[39:00] What’s on your bucket list in sobriety?

 

Ryan doesn’t have a bucket list, or a list of things he wants to get done.  He is just taking action in the moment when he wants to do something. 

 

[39:38] Is there anything you would have done differently while getting sober?

 

He would have done it sooner. 

 

[39:46] What’s the biggest obstacle you’ve encountered in the last 90 days? 

 

He says it’s been the anxiety leading up to, and before, telling people about his sobriety. 

 

[41:30] Rapid Fire Round

 

  1. Worst memory from drinking?

 

There’s no worst, there’s just lots of really bad memories.  From being in the drunk tank, to the hospital, to passing out in random places. 

 

  1. Do you remember a specific ‘oh-shit’ moment?

 

When I went to the hospital my senior year with that .39 BAC.

 

  1. What’s your plan in sobriety moving forward?

 

I don’t have a true plan; I think that’s part of the plan.  It’s not that I’m focused on just being sober.  I’m focused on being the best version of myself and that just happens to include sobriety.    

 

  1. What’s your favorite resource in recovery?

 

Honestly, this podcast and my wife. 

 

  1. In regards to sobriety what is the best advice you’ve ever received?

 

Don’t let the past dictate your future. 

 

  1. What parting piece of guidance can you give to listeners?

 

Stop worrying about if you’re an alcoholic or not, who cares about the labels?  Ask yourself, does drinking cause you problems in any part of your life?  And if so, then it’s a problem and you can fix that problem by not drinking. 

 

  1. You might be an alcoholic if...

 

You refuse to listen to someone’s story about sobriety because you don’t actually want to stop drinking alcohol, you just want all the problems from drinking alcohol to magically go away.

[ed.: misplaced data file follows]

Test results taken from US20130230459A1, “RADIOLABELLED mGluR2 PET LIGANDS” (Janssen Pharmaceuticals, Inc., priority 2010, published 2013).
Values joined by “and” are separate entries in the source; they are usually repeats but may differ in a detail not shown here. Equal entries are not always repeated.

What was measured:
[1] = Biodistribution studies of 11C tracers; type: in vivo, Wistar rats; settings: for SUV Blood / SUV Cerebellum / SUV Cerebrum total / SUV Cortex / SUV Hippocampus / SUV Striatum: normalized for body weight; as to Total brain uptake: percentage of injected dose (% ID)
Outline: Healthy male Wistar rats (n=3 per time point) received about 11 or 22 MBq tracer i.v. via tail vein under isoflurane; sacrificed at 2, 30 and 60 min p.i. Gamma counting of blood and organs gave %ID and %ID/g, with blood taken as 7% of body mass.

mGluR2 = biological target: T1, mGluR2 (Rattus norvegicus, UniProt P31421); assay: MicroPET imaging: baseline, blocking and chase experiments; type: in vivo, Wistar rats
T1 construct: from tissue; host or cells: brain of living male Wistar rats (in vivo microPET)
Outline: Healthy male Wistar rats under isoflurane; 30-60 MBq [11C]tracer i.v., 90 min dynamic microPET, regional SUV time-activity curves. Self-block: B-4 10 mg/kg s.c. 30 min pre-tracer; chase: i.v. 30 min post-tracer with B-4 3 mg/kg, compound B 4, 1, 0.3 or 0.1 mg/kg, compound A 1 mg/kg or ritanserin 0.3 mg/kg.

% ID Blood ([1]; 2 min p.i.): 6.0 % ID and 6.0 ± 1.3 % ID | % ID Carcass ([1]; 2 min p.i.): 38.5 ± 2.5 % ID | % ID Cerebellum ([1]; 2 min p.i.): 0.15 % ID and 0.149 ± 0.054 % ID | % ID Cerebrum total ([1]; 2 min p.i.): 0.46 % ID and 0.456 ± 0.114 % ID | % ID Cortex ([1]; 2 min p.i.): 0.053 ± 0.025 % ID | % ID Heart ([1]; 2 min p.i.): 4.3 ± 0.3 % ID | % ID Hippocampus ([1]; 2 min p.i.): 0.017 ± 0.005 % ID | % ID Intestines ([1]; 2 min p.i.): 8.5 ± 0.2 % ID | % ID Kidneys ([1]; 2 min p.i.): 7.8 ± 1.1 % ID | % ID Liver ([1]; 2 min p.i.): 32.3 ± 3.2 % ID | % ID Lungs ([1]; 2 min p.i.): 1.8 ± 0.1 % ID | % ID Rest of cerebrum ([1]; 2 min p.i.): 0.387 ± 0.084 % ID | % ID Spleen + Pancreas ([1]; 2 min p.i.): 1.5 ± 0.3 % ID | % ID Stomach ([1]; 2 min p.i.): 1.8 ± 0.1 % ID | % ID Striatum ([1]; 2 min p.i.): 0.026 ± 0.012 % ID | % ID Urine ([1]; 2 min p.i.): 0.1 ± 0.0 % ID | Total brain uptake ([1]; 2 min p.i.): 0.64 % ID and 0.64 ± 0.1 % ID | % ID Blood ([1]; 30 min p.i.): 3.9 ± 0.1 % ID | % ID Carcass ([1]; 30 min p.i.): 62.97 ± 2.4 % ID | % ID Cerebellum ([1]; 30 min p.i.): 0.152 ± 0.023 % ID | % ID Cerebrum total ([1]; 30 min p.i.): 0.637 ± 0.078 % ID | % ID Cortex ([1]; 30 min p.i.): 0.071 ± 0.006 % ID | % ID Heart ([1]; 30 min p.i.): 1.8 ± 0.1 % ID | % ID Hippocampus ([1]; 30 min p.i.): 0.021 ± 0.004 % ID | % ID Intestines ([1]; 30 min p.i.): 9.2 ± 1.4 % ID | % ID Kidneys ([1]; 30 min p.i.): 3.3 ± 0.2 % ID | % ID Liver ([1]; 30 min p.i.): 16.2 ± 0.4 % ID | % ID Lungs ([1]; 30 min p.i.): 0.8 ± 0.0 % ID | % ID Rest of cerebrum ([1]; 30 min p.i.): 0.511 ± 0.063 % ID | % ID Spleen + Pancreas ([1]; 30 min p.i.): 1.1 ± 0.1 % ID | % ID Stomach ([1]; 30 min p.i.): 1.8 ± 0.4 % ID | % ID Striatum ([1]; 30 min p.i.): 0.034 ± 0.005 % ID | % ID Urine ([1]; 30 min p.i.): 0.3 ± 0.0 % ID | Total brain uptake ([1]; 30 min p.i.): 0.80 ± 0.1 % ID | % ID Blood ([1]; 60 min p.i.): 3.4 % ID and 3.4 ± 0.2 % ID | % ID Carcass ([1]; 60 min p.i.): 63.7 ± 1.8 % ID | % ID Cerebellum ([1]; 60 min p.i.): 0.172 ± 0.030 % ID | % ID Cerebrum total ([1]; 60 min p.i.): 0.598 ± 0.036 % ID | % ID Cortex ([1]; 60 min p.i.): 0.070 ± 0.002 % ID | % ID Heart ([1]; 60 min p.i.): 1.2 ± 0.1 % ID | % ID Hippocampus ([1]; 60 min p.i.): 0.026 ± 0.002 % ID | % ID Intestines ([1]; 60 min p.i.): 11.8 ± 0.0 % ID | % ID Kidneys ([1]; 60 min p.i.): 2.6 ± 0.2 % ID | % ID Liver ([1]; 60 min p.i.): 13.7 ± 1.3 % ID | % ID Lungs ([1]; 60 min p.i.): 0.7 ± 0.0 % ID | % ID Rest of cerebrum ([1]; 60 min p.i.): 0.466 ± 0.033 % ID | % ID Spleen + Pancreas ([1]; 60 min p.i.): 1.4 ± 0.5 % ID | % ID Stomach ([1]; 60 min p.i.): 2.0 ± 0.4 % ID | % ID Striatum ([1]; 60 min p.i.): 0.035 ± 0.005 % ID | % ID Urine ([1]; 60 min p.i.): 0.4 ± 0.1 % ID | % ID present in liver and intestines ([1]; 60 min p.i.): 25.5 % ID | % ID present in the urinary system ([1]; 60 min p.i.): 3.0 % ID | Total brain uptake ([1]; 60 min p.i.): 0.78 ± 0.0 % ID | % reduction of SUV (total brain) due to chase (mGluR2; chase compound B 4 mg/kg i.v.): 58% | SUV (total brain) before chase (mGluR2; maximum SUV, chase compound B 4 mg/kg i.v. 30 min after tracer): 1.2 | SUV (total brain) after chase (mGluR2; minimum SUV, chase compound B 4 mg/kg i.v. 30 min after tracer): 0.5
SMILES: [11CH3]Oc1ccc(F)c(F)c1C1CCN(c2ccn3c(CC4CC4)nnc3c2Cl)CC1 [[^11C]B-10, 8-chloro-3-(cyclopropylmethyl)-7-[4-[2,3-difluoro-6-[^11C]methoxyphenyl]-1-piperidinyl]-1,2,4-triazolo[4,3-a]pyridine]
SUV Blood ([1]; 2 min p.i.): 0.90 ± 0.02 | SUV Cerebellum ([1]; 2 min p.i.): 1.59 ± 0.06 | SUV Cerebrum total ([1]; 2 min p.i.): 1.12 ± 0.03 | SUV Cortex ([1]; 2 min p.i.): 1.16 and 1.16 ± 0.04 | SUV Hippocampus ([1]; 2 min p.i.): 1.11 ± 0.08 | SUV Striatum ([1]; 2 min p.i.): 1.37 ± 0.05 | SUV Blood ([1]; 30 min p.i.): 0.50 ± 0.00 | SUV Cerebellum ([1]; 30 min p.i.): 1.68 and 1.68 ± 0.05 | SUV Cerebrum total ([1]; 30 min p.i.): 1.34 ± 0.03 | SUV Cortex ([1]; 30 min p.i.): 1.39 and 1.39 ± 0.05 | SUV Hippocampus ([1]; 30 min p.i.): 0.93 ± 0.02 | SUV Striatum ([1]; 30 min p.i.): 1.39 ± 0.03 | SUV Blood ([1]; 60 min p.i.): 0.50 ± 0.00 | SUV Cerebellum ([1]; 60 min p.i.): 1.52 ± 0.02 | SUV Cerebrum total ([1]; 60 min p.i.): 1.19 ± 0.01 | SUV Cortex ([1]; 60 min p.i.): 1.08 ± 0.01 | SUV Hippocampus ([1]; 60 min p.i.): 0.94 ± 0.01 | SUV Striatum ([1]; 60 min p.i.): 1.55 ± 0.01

Upcoming retreats:

Bozeman Retreat – August 14-18, 2019

Asia Adventure – January 20-31, 2020

You can find more information about these events here

Resources mentioned in this episode:

This episode is brought to you in support by ZipRecruiter. Right now, my listeners can try ZipRecruiter for free. Visit Ziprecruiter.com/elevator

 

Babbel

This episode is brought to you by the language learning app Babbel and right now, my listeners can try Babbel for free

 

 

Connect with Cafe RE- Use the promo code OPPORTUNITY for your first month free

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Sober Selfies! - Send your Sober Selfie and your Success Story to info@recoveryelevator.com

 

“Recovery Elevator – It all starts from the inside-out.”

May 13, 2019

Liz, with a sobriety date of July 8, 2017, shares her story.

 

Workshops for the Bozeman, MT, retreat in August are lined up!  There are still a few spots left!  You can find more information about this event here

 

On today’s podcast Paul talks about a common misconception people have as they move forward in a life without alcohol.  That misconception is that when we get sober, we will finally find out who we really are.  But that isn’t how it works.  We do get to that point, but first we must find out who we aren’t.  

 

During this phase; people, places, things, ideas, thought patterns, identities, that are no longer in line with your new direction in life will start to fade away.  Just allow this process to happen.   Recovery is all about action, but this is a process of inaction.  This is a recurring process.